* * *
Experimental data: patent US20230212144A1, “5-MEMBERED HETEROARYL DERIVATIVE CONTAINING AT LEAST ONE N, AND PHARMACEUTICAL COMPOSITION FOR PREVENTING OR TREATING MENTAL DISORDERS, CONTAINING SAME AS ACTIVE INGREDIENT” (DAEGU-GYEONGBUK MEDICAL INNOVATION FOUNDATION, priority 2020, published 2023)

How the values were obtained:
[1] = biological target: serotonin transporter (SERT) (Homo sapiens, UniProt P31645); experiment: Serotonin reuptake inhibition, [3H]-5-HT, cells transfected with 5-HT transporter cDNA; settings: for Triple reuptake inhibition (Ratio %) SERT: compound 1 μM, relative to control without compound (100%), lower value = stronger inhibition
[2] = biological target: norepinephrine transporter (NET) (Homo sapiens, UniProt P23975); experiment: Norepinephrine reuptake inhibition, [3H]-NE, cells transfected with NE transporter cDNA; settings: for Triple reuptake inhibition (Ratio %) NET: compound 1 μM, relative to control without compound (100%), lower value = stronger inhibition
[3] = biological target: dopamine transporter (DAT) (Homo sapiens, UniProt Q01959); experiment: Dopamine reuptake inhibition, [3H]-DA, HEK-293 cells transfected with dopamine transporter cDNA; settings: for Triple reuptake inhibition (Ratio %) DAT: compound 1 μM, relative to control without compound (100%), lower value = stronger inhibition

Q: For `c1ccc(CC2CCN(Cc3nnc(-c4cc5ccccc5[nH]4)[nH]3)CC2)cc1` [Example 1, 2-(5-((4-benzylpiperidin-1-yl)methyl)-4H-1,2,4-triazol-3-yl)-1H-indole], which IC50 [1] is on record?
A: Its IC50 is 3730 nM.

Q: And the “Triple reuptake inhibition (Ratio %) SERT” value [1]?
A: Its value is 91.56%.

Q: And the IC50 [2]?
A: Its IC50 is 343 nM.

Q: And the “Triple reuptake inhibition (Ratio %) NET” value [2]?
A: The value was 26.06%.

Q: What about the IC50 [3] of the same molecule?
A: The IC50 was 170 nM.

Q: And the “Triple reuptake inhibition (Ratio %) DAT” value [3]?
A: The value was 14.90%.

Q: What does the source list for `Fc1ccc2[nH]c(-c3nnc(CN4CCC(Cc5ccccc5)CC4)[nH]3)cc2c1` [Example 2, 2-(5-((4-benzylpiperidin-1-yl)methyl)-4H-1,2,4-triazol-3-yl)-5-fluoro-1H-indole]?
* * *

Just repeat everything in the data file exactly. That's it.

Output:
Experimental data: patent US20230212144A1, “5-MEMBERED HETEROARYL DERIVATIVE CONTAINING AT LEAST ONE N, AND PHARMACEUTICAL COMPOSITION FOR PREVENTING OR TREATING MENTAL DISORDERS, CONTAINING SAME AS ACTIVE INGREDIENT” (DAEGU-GYEONGBUK MEDICAL INNOVATION FOUNDATION, priority 2020, published 2023)

How the values were obtained:
[1] = biological target: serotonin transporter (SERT) (Homo sapiens, UniProt P31645); experiment: Serotonin reuptake inhibition, [3H]-5-HT, cells transfected with 5-HT transporter cDNA; settings: for Triple reuptake inhibition (Ratio %) SERT: compound 1 μM, relative to control without compound (100%), lower value = stronger inhibition
[2] = biological target: norepinephrine transporter (NET) (Homo sapiens, UniProt P23975); experiment: Norepinephrine reuptake inhibition, [3H]-NE, cells transfected with NE transporter cDNA; settings: for Triple reuptake inhibition (Ratio %) NET: compound 1 μM, relative to control without compound (100%), lower value = stronger inhibition
[3] = biological target: dopamine transporter (DAT) (Homo sapiens, UniProt Q01959); experiment: Dopamine reuptake inhibition, [3H]-DA, HEK-293 cells transfected with dopamine transporter cDNA; settings: for Triple reuptake inhibition (Ratio %) DAT: compound 1 μM, relative to control without compound (100%), lower value = stronger inhibition

Q: For `c1ccc(CC2CCN(Cc3nnc(-c4cc5ccccc5[nH]4)[nH]3)CC2)cc1` [Example 1, 2-(5-((4-benzylpiperidin-1-yl)methyl)-4H-1,2,4-triazol-3-yl)-1H-indole], which IC50 [1] is on record?
A: Its IC50 is 3730 nM.

Q: And the “Triple reuptake inhibition (Ratio %) SERT” value [1]?
A: Its value is 91.56%.

Q: And the IC50 [2]?
A: Its IC50 is 343 nM.

Q: And the “Triple reuptake inhibition (Ratio %) NET” value [2]?
A: The value was 26.06%.

Q: What about the IC50 [3] of the same molecule?
A: The IC50 was 170 nM.

Q: And the “Triple reuptake inhibition (Ratio %) DAT” value [3]?
A: The value was 14.90%.

Q: What does the source list for `Fc1ccc2[nH]c(-c3nnc(CN4CCC(Cc5ccccc5)CC4)[nH]3)cc2c1` [Example 2, 2-(5-((4-benzylpiperidin-1-yl)methyl)-4H-1,2,4-triazol-3-yl)-5-fluoro-1H-indole]?